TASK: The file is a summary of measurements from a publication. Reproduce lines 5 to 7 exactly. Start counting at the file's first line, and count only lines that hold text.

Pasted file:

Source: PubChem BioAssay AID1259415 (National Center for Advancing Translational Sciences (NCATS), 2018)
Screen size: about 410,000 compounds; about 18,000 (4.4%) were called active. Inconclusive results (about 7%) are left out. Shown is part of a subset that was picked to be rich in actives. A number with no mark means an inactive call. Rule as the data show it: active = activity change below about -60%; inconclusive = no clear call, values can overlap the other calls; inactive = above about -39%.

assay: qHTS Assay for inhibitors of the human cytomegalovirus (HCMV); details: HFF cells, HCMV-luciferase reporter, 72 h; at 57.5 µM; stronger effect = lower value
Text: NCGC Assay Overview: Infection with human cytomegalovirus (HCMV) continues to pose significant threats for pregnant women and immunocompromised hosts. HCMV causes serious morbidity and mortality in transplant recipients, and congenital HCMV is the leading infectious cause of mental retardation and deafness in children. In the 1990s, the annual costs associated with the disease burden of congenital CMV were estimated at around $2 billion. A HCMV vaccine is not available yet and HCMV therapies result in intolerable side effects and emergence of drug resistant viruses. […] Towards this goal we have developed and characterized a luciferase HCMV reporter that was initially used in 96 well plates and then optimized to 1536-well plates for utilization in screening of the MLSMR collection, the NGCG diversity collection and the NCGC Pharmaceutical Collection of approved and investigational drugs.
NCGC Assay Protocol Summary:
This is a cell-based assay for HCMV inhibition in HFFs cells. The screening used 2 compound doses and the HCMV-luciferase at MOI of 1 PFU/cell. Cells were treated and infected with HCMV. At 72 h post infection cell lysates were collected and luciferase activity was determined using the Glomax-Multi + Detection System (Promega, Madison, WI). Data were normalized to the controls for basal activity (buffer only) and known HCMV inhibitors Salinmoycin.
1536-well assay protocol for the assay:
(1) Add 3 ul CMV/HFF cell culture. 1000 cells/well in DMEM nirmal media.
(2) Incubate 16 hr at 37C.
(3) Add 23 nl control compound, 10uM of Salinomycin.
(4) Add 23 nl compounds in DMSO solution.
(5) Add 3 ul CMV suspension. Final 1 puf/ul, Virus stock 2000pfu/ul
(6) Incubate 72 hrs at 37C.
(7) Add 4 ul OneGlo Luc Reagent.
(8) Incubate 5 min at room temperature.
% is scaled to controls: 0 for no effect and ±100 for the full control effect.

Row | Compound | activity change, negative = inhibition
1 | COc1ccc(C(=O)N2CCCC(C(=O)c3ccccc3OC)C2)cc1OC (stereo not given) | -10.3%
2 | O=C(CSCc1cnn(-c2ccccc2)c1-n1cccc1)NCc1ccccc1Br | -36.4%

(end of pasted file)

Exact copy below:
NCGC Assay Protocol Summary:
This is a cell-based assay for HCMV inhibition in HFFs cells. The screening used 2 compound doses and the HCMV-luciferase at MOI of 1 PFU/cell. Cells were treated and infected with HCMV. At 72 h post infection cell lysates were collected and luciferase activity was determined using the Glomax-Multi + Detection System (Promega, Madison, WI). Data were normalized to the controls for basal activity (buffer only) and known HCMV inhibitors Salinmoycin.
1536-well assay protocol for the assay: